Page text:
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Your winter survival guide


HERE is how to grab the cold season by its frosty horns and have the healthiest, happiest winter ever.

1.   Drink up

While the summer heat has you guzzling water by the dam-load, as it cools down it’s easy to forget to keep your liquids up.

However, dry, heated indoor air can be even more dehydrating than sunshine, and dehydration is a major contributor to daytime fatigue, dry and itchy skin, chapped lips, dry coughs and headaches.

Dr Tim Crowe, senior lecturer at the School of Exercise and Nutrition Sciences at Deakin University, says water has three main roles: “regulating body temperature, carrying nutrients around the body and eliminating waste and toxins”.

He says the best way to make sure you’re hydrated enough is to regularly check your urine. “If your urine comes out clear or a pale yellow colour, then you’re okay,” he says. “But if it’s dark yellow, then it’s a strong indicator you’re dehydrated.”

This advice is particularly pertinent to the elderly, as our sense of thirst diminishes as we age, so it’s possible to be at dangerous levels of dehydration well before you feel thirsty.

But hydrating yourself doesn’t mean just drinking plain water. All liquids count, Dr Crowe says. Although there are some that are more beneficial than others. Instead of warming up on cups of tea and coffee, go herbal. Ginger tea is great first thing in the morning to help wake you up and it also helps to ward off colds and ease sore throats due to its anti-viral properties.

 2.   Boost your immune system

Prevention is better than cure, so the saying goes, so the answer to beating many winter ills may be boosting your immunity.

Naturopath Elizabeth D’Avigdor says a healthy immune system is the body’s natural defence mechanism against bacteria, viruses and parasites.

“Having a healthy immune system means you’ll be marshalling your defences for a pre-emptive strike when a virus hits,” she says.

She recommends a new product, Blackmores Immunodefence, $39.95, which supports the immune system by boosting the activity of immune cells. It contains lactoferrin, a derivative of the first fluid that flows from a mother’s breast after childbirth.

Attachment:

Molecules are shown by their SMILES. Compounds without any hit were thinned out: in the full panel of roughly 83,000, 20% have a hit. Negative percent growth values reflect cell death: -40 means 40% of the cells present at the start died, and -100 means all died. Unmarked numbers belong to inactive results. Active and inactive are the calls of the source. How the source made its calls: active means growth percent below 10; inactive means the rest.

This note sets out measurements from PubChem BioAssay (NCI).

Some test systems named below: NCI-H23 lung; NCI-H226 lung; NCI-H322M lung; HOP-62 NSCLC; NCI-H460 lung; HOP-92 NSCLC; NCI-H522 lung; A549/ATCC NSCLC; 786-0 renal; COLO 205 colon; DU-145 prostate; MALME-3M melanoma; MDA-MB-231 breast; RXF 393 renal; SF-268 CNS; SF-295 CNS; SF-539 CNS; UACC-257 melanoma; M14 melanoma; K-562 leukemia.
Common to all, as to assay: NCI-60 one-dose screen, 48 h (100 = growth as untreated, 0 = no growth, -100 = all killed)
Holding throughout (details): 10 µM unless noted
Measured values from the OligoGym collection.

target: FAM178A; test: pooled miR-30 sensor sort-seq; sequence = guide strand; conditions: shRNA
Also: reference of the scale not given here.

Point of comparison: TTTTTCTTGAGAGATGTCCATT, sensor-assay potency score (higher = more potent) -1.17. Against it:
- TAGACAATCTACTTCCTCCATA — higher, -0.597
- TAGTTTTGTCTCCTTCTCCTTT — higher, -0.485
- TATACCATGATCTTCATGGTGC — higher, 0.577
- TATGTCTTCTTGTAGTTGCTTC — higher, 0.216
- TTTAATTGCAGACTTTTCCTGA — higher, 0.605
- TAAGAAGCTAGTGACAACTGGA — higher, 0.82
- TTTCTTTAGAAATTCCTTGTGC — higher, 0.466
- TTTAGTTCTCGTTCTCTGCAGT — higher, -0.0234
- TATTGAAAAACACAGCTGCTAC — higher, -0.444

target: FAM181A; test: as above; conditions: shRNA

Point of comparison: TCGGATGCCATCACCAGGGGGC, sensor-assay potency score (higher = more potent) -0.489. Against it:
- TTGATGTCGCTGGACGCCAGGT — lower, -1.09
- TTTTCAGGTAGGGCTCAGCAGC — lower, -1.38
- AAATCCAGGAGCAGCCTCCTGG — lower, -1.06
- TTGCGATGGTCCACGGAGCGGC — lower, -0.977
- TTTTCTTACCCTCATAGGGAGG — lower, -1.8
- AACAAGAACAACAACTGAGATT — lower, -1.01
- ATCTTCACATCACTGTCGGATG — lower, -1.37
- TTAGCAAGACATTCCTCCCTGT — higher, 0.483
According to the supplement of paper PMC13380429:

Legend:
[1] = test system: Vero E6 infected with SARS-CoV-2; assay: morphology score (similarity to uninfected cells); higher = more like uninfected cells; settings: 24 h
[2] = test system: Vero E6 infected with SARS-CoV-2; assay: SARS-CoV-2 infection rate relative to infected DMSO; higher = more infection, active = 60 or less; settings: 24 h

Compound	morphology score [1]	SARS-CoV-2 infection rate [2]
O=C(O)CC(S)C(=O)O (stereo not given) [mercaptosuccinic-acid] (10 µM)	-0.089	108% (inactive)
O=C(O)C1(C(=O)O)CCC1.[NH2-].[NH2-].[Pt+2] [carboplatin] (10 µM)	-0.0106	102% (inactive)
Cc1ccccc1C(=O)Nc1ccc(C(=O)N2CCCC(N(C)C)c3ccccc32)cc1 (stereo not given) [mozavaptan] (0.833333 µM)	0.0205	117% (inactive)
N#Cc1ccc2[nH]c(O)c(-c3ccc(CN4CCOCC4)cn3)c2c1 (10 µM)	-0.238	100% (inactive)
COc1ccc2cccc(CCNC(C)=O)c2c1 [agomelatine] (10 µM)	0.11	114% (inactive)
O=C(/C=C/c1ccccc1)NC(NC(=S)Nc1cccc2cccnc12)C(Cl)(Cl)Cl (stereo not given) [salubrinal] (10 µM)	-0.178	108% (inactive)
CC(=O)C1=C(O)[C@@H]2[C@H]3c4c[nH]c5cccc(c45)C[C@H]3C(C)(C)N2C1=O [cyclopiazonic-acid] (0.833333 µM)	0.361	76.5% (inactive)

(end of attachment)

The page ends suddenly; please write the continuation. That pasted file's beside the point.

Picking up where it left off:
D’Avigdor also recommends taking echinacea to keep your defences up. It strengthens the immune system, making it difficult for colds and flu to take hold.
If you do keep getting slugged by colds and flus, then visit your doctor or a natural health practitioner. “It’s a clear sign that something isn’t right in your system,” says D’Avigdor. To find a natural health professional, visit www.atms.com.au


3.   Don’t hibernate


With the dull grey skies can come dull grey moods, but don’t make like an echidna and hibernate.

Dr Sarah Edelman, author of Change Your Thinking (ABC Books), says it’s easy to put psychological restrictions on ourselves in winter. “Motivation levels go down and you feel flatter and less positive,” she says. “However, if you don’t keep a check on the way you’re thinking, it can be a self-perpetuating cycle.”

To keep mentally cheery, Dr Edelman recommends making a conscious effort to maintain a healthy mood.

“While it’s easier to go into hibernation mode and become lethargic, it’s important to make decisions, set goals and be proactive,” she says.

“Don’t let the climate dictate what you do with your life. Keep your physical activity levels up, especially in periods of sunshine – go for a walk, do some gardening or undertake an exercise regime you love. Keep up mental activity such as going to the movies, reading or taking a course. Keeping the spirit active will keep your endorphins up and you happy.”

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Warming and heart-healthy!





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